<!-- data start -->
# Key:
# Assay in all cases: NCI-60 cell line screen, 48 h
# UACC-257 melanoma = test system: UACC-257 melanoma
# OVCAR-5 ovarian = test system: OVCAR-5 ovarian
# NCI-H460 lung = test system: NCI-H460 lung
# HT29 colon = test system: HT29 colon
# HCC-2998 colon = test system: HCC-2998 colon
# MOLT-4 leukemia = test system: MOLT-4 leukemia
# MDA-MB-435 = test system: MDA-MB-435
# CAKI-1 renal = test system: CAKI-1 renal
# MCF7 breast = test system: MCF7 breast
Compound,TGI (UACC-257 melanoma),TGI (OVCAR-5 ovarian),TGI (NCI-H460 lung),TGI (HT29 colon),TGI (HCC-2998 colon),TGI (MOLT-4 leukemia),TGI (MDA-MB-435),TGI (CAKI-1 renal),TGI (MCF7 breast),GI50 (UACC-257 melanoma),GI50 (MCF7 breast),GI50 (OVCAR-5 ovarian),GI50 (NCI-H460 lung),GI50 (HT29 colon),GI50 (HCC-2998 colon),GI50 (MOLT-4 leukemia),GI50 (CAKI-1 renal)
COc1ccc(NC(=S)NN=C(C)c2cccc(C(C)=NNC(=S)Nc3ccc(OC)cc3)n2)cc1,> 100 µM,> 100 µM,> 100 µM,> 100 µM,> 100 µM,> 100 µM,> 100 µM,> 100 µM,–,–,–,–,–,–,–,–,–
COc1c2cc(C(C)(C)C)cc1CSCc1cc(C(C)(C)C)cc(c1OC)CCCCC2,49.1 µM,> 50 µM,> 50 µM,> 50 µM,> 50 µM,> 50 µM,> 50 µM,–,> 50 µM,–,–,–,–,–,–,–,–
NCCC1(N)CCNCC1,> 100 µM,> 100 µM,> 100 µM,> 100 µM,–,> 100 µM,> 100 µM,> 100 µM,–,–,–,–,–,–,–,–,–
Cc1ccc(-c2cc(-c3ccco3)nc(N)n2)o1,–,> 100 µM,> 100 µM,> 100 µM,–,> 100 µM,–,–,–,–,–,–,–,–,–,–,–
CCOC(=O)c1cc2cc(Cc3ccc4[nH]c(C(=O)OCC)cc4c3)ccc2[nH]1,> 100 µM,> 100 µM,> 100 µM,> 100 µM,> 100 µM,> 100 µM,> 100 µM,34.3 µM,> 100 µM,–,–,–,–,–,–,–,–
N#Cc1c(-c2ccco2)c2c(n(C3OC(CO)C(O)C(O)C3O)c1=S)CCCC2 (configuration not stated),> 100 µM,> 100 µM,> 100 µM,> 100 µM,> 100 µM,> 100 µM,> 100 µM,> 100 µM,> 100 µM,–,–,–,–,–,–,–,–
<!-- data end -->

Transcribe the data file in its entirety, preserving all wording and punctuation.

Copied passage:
# Key:
# Assay in all cases: NCI-60 cell line screen, 48 h
# UACC-257 melanoma = test system: UACC-257 melanoma
# OVCAR-5 ovarian = test system: OVCAR-5 ovarian
# NCI-H460 lung = test system: NCI-H460 lung
# HT29 colon = test system: HT29 colon
# HCC-2998 colon = test system: HCC-2998 colon
# MOLT-4 leukemia = test system: MOLT-4 leukemia
# MDA-MB-435 = test system: MDA-MB-435
# CAKI-1 renal = test system: CAKI-1 renal
# MCF7 breast = test system: MCF7 breast
Compound,TGI (UACC-257 melanoma),TGI (OVCAR-5 ovarian),TGI (NCI-H460 lung),TGI (HT29 colon),TGI (HCC-2998 colon),TGI (MOLT-4 leukemia),TGI (MDA-MB-435),TGI (CAKI-1 renal),TGI (MCF7 breast),GI50 (UACC-257 melanoma),GI50 (MCF7 breast),GI50 (OVCAR-5 ovarian),GI50 (NCI-H460 lung),GI50 (HT29 colon),GI50 (HCC-2998 colon),GI50 (MOLT-4 leukemia),GI50 (CAKI-1 renal)
COc1ccc(NC(=S)NN=C(C)c2cccc(C(C)=NNC(=S)Nc3ccc(OC)cc3)n2)cc1,> 100 µM,> 100 µM,> 100 µM,> 100 µM,> 100 µM,> 100 µM,> 100 µM,> 100 µM,–,–,–,–,–,–,–,–,–
COc1c2cc(C(C)(C)C)cc1CSCc1cc(C(C)(C)C)cc(c1OC)CCCCC2,49.1 µM,> 50 µM,> 50 µM,> 50 µM,> 50 µM,> 50 µM,> 50 µM,–,> 50 µM,–,–,–,–,–,–,–,–
NCCC1(N)CCNCC1,> 100 µM,> 100 µM,> 100 µM,> 100 µM,–,> 100 µM,> 100 µM,> 100 µM,–,–,–,–,–,–,–,–,–
Cc1ccc(-c2cc(-c3ccco3)nc(N)n2)o1,–,> 100 µM,> 100 µM,> 100 µM,–,> 100 µM,–,–,–,–,–,–,–,–,–,–,–
CCOC(=O)c1cc2cc(Cc3ccc4[nH]c(C(=O)OCC)cc4c3)ccc2[nH]1,> 100 µM,> 100 µM,> 100 µM,> 100 µM,> 100 µM,> 100 µM,> 100 µM,34.3 µM,> 100 µM,–,–,–,–,–,–,–,–
N#Cc1c(-c2ccco2)c2c(n(C3OC(CO)C(O)C(O)C3O)c1=S)CCCC2 (configuration not stated),> 100 µM,> 100 µM,> 100 µM,> 100 µM,> 100 µM,> 100 µM,> 100 µM,> 100 µM,> 100 µM,–,–,–,–,–,–,–,–